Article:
Penny Lane (Our Nixon) discusses NUTS!, the importance of pacing in her creative nonfiction exploration of pseudoscience, why they used animated re-enactments, and how to think about documentary film. This is an excerpt from the ebook In Their Own Words: Documentary Masters Vol. 1. To read the full interview, purchase a copy of the ebook here.
Penny Lane’s marvelous documentary NUTS! just picked up the U.S. Documentary Special Jury Award for Editing with her co-writer Thom Stylinski. The film chronicles the life and work of Dr. John Brinkley, who made his name by transplanting goat testicles into infertile men, making liberal use of animated re-enactments. During the festival, Penny Lane talked to us about the importance of pacing in the film, why they used animated re-enactments, and how to think about documentary film.
Watch our creative nonfiction masterclass with Penny Lane and Carol Nguyen
Seventh Row (7R): How did you think about how to address science versus pseudoscience in NUTS!?
Penny Lane (PL): I did think about having more context around those questions. For the movie to work, it had to be seductive, colourful, charming, fast, and it had to keep you entertained so you didn’t have time to engage your critical capacities. The pacing actually slows down in the second act. As the claims he’s making are getting more ridiculous, you also get a minute of home movies, some time to think for the first time.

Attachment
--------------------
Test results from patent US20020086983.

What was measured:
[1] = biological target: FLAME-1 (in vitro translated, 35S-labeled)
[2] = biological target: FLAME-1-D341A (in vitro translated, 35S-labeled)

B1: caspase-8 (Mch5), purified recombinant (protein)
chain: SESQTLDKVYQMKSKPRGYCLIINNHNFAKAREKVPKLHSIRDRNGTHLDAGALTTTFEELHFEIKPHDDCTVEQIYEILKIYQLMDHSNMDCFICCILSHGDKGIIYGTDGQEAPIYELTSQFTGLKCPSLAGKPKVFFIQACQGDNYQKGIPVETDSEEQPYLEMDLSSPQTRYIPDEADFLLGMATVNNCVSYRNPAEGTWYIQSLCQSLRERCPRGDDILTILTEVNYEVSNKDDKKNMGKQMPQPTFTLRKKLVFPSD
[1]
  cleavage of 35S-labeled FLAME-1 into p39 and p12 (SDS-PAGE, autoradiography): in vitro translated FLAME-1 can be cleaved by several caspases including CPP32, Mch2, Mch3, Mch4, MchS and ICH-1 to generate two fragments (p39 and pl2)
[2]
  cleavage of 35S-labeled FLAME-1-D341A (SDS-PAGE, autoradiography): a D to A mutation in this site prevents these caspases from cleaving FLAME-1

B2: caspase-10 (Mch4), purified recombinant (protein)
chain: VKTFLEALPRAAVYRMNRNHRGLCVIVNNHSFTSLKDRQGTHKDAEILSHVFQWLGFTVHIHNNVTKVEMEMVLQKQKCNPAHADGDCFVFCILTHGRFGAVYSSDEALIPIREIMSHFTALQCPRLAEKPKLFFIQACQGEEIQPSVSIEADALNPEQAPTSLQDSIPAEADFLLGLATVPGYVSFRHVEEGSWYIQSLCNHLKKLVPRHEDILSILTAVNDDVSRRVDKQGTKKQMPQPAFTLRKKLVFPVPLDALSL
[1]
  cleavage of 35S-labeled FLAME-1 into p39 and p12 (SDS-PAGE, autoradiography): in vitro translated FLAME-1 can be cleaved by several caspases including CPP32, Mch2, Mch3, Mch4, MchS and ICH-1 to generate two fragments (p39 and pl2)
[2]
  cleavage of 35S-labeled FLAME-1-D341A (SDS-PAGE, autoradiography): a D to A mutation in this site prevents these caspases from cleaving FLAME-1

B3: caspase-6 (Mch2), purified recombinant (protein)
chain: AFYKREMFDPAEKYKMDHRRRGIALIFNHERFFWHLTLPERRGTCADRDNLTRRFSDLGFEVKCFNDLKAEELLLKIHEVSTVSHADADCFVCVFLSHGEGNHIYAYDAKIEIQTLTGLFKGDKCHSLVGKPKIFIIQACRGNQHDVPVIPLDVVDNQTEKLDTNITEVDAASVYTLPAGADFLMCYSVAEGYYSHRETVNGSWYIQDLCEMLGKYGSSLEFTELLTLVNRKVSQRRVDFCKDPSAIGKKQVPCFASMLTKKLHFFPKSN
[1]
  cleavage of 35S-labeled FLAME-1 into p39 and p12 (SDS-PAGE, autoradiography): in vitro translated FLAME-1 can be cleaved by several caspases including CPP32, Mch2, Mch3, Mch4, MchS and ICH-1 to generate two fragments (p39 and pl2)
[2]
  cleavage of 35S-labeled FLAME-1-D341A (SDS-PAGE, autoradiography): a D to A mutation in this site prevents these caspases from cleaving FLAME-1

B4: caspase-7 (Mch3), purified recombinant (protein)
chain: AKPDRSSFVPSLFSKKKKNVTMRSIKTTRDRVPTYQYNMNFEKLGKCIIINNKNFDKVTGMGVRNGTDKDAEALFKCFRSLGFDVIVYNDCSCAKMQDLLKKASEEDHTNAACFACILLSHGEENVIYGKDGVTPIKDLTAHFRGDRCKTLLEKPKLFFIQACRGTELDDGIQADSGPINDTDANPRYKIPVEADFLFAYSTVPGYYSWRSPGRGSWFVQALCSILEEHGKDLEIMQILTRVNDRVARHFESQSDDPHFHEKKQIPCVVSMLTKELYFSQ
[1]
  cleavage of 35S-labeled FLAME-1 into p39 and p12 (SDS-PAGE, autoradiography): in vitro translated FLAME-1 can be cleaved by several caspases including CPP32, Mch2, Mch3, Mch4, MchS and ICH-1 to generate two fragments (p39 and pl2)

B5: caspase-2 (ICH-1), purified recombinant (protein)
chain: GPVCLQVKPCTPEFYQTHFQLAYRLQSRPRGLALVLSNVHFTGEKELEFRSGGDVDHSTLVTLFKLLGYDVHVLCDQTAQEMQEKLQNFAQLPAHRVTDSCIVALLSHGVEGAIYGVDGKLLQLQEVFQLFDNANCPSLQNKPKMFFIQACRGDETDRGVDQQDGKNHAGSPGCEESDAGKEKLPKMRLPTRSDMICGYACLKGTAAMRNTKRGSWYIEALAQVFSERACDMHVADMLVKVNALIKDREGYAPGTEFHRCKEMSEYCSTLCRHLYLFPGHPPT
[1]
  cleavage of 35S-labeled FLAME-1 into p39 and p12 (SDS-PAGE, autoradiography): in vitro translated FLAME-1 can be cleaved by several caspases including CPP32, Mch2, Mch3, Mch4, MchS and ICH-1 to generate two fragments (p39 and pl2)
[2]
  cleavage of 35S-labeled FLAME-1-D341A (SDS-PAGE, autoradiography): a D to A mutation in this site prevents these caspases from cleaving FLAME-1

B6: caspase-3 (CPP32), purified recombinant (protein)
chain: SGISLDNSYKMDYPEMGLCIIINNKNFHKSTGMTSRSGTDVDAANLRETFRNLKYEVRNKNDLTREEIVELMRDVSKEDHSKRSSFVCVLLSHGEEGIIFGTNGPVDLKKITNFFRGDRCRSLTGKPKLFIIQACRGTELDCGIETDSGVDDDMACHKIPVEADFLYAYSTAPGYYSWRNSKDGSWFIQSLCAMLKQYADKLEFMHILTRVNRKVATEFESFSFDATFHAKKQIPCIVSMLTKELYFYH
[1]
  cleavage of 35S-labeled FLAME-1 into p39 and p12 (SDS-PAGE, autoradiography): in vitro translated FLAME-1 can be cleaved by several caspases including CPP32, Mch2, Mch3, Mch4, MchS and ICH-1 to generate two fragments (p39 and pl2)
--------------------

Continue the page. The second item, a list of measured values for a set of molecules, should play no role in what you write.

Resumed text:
It takes about forty minutes before I give you ten seconds to think about what I’m saying. I steal that from conspiracy theory filmmakers. They’re like [makes a revving fast sound]. And you’re like, “My mind is being blown!” As soon as you hit pause, to go the bathroom, you’re like, “Wait a minute!” Because you don’t have time to stop and consider the claims being made. That’s very intentional.
Whenever I imagined, let’s stop and give some historical context or let’s stop and explain the definition of pseudoscience, it took you out of the magic. That’s exactly what Brinkley would not want. He would never do that: stop entertaining you and give you some important information. He’d be like, “I’ve got to keep going, keep you under my spell.”
Listen to our podcast with Penny Lane (NUTS!)
Penny Lane discusses her latest doc, Hail Satan, on the Seventh Row podcast.
7R: Did the pacing for NUTS! come about in the edit or was that part of how it was scripted?
Penny Lane: It took 8 years. There were a lot of ideas that didn’t work. I probably spent 2 years on an idea that didn’t work. After I figured out that we’d have these animated re-enactments, then a lot of the creative ideas were pretty solid and formed. That was 5 years ago.
The first time I ever wrote to my writer, I asked him to read my script to help me think about the narrative part. What should the tone of the narrative be? Should be a folksy “Come on, kids! I’m going to tell you a tall tale!” or should it be a kind of Richard Attenborough nature documentary. I ended up going with the blandest. The answer was that it had to be the most boring narrator ever.
7R: So as to not draw attention to itself.
Penny Lane: Right.
To read the rest of the interview with Penny Lane on NUTS!, purchase a copy of the ebook In Their Own Words: Documentary Masters Vol. 1 here.
Read more about Penny Lane in our creative nonfiction ebook…
Explore the spectrum between fiction and nonfiction
Subjective realities: The art of creative nonfiction is a tour through contemporary creative nonfiction, aka hybrid or experimental documentaries. Discover films that push the boundaries of the documentary form.